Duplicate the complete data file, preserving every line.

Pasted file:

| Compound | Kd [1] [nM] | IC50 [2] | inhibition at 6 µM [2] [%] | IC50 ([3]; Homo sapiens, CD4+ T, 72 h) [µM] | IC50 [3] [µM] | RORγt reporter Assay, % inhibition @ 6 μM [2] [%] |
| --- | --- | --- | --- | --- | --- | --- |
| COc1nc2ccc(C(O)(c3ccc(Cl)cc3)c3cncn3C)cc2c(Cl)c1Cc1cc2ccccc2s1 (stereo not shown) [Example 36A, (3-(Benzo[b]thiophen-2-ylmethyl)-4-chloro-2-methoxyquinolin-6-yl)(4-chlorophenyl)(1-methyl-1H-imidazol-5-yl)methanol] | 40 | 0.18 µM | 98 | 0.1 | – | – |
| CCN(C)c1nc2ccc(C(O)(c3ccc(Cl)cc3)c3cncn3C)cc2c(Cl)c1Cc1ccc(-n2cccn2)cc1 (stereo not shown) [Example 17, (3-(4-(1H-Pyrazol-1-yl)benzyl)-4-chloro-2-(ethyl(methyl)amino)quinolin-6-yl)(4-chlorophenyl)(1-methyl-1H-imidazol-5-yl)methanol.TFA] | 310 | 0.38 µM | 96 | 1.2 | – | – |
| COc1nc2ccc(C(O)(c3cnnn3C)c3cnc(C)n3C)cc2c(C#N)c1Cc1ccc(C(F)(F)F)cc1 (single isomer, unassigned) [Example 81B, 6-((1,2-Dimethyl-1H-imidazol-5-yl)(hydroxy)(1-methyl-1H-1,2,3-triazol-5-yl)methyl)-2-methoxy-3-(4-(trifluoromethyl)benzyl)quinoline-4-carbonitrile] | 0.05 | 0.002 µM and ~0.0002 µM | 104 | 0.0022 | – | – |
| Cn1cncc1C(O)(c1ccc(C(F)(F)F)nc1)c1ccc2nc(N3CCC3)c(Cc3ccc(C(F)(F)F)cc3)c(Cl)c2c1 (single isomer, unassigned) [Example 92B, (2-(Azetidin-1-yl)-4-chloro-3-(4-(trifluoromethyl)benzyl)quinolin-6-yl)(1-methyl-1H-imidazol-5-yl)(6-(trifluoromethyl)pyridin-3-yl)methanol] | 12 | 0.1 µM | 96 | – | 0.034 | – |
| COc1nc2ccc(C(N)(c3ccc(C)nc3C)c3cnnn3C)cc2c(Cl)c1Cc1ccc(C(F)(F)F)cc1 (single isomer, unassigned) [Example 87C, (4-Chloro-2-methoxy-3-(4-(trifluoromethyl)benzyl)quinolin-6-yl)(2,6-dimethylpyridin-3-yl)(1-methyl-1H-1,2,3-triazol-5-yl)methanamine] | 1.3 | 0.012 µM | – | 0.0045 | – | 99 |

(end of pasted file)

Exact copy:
| Compound | Kd [1] [nM] | IC50 [2] | inhibition at 6 µM [2] [%] | IC50 ([3]; Homo sapiens, CD4+ T, 72 h) [µM] | IC50 [3] [µM] | RORγt reporter Assay, % inhibition @ 6 μM [2] [%] |
| --- | --- | --- | --- | --- | --- | --- |
| COc1nc2ccc(C(O)(c3ccc(Cl)cc3)c3cncn3C)cc2c(Cl)c1Cc1cc2ccccc2s1 (stereo not shown) [Example 36A, (3-(Benzo[b]thiophen-2-ylmethyl)-4-chloro-2-methoxyquinolin-6-yl)(4-chlorophenyl)(1-methyl-1H-imidazol-5-yl)methanol] | 40 | 0.18 µM | 98 | 0.1 | – | – |
| CCN(C)c1nc2ccc(C(O)(c3ccc(Cl)cc3)c3cncn3C)cc2c(Cl)c1Cc1ccc(-n2cccn2)cc1 (stereo not shown) [Example 17, (3-(4-(1H-Pyrazol-1-yl)benzyl)-4-chloro-2-(ethyl(methyl)amino)quinolin-6-yl)(4-chlorophenyl)(1-methyl-1H-imidazol-5-yl)methanol.TFA] | 310 | 0.38 µM | 96 | 1.2 | – | – |
| COc1nc2ccc(C(O)(c3cnnn3C)c3cnc(C)n3C)cc2c(C#N)c1Cc1ccc(C(F)(F)F)cc1 (single isomer, unassigned) [Example 81B, 6-((1,2-Dimethyl-1H-imidazol-5-yl)(hydroxy)(1-methyl-1H-1,2,3-triazol-5-yl)methyl)-2-methoxy-3-(4-(trifluoromethyl)benzyl)quinoline-4-carbonitrile] | 0.05 | 0.002 µM and ~0.0002 µM | 104 | 0.0022 | – | – |
| Cn1cncc1C(O)(c1ccc(C(F)(F)F)nc1)c1ccc2nc(N3CCC3)c(Cc3ccc(C(F)(F)F)cc3)c(Cl)c2c1 (single isomer, unassigned) [Example 92B, (2-(Azetidin-1-yl)-4-chloro-3-(4-(trifluoromethyl)benzyl)quinolin-6-yl)(1-methyl-1H-imidazol-5-yl)(6-(trifluoromethyl)pyridin-3-yl)methanol] | 12 | 0.1 µM | 96 | – | 0.034 | – |
| COc1nc2ccc(C(N)(c3ccc(C)nc3C)c3cnnn3C)cc2c(Cl)c1Cc1ccc(C(F)(F)F)cc1 (single isomer, unassigned) [Example 87C, (4-Chloro-2-methoxy-3-(4-(trifluoromethyl)benzyl)quinolin-6-yl)(2,6-dimethylpyridin-3-yl)(1-methyl-1H-1,2,3-triazol-5-yl)methanamine] | 1.3 | 0.012 µM | – | 0.0045 | – | 99 |